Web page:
‘Missing’ Calgary Herald Gargoyle found on eBay? Owner asks $4500

For many years, a gaggle of gargoyles presided over the Len Werry building that housed the Calgary Herald.   Rebuilding and renovations saw them removed from the building, and some were sold off to history and art buffs or former employees, while others were put away for storage to be re-used in the future.  Some, according to an article in the paper, are ‘missing’ or perhaps their ownership was never properly recorded.

Missing Herald Gargoyle found?

“The creatures were among the last works of the famous Royal Doulton artist Mark V. Marshall, who was commissioned by Southam Ltd. in 1914 to design and sculpt hundreds of decorative figures for the original Calgary Herald building,” the article explains.

Herald Gargoyle on eBay for $4500

Courtesy Glenbow Museum archives
Courtesy Glenbow Museum archives

Some of the most coveted gargoyles were likenesses of Herald employees and featured intricately sculpted caricatures, as seen in a photo from the Glenbow archives.

Now, one of the Herald gargoyles is said to be for sale on eBay. It’s not clear if it’s a significant sculpture, made by Marshall, or one of the less expensive ones that was sold off, reportedly for as little as $20. Either way, this piece of sculpture is listed for a whopping $4500, though it states a ‘best offer’ option is available. (The blog Architrivia has some photos which also include a similar likeness to the monkey.)

The gargoyle being offered for sale is a monkey and has the letters ‘ZM 37″ etched into the side. It’s described in the listing page as rare and original.

“An original antique monkey gargoyle hand sculpted in 1911-1912 by Mark V. Marshall of England’s Royal Doulton, a famous ceramic and pottery company no longer in operation. These were some of the last creations by Mark V. Marshall and were specially crafted for the old Calgary Herald building on the corner of 1st street and 7th ave SW before it was torn down in the 70’s for what now stands the Len Werry building. Some of the gargoyles were auctioned off and are now owned by private collectors. Many were donated to the Glenbow Museum. Rare piece of Calgary history.  It’s about 2 feet long and 1 foot thick. Weighing about 50 pounds.”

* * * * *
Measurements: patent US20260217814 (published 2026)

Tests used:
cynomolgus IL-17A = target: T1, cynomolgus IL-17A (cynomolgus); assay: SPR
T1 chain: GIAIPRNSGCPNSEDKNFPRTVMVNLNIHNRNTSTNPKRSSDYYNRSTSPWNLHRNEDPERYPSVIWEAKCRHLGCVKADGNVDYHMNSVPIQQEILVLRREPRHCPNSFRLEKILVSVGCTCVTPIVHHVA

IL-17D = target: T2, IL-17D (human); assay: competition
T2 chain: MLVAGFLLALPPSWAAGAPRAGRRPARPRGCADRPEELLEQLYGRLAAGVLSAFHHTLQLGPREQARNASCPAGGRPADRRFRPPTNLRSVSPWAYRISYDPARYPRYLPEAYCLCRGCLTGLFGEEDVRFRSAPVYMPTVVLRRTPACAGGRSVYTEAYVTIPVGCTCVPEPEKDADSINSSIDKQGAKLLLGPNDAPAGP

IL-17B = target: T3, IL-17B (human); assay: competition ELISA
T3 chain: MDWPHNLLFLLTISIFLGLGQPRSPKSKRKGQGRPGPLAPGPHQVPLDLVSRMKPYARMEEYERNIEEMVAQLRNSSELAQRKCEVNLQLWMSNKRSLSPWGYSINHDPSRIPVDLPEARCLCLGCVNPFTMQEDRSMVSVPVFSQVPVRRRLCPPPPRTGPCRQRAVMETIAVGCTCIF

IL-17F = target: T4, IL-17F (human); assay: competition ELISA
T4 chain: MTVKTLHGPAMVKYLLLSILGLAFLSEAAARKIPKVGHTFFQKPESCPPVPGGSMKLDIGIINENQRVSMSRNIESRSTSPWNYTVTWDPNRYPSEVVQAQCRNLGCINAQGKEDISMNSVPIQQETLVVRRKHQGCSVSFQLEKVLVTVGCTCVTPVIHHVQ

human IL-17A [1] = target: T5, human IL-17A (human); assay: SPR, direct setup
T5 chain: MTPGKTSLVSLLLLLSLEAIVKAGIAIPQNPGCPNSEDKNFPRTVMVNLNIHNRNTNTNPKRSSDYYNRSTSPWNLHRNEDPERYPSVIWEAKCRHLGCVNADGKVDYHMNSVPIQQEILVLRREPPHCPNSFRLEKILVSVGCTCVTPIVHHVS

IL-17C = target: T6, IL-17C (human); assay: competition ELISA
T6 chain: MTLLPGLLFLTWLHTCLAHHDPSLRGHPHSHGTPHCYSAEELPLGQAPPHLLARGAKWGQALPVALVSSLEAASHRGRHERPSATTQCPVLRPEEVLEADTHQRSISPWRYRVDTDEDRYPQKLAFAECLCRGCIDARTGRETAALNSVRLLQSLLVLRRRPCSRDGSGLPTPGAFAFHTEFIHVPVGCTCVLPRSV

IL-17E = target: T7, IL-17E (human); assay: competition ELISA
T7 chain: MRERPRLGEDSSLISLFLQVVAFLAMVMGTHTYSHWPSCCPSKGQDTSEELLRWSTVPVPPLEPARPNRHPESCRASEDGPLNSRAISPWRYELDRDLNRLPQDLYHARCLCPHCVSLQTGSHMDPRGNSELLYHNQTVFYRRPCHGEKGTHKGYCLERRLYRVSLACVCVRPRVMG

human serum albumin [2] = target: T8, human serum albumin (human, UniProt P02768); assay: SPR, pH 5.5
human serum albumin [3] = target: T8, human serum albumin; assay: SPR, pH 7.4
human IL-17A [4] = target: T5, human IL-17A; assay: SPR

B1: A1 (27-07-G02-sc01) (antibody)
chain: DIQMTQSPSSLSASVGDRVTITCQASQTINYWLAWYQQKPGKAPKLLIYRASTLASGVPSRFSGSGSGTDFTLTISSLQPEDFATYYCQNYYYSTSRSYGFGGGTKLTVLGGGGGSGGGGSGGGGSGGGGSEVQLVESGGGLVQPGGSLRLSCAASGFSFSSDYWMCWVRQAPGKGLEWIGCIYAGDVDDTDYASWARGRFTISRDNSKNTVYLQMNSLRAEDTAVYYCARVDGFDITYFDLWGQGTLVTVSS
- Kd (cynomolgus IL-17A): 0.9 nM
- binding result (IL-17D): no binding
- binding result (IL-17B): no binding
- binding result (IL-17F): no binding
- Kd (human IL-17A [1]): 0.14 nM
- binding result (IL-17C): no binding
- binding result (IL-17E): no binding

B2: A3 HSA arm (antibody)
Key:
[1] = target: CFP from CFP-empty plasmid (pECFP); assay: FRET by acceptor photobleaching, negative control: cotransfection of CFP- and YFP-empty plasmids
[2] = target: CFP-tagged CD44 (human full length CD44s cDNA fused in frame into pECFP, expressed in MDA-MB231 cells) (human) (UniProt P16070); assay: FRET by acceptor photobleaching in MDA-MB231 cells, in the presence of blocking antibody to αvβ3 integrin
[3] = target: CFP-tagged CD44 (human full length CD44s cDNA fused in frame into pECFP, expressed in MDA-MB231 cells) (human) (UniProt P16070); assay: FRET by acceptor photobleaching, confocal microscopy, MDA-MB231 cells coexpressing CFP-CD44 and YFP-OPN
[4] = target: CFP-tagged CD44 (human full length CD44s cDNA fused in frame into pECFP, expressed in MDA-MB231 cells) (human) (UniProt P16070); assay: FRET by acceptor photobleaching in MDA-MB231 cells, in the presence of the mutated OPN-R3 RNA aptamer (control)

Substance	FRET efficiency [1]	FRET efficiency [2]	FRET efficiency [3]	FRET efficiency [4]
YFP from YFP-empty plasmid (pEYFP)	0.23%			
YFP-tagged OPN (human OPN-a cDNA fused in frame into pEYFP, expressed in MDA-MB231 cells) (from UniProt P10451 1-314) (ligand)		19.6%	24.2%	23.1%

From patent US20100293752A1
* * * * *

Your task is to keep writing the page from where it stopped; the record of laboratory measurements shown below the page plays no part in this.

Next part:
If this is one of the pieces of sculpture that’s been missing all this time, then perhaps the high price tag is worth it to recover a piece of Calgary history. If it’s one of the hundreds of other figures that were sold off for a song, then it would appear someone hopes their value has increased substantially. Herald gargoyles have turned up on eBay before, as described in an article in Avenue Magazine, some also selling for thousands.

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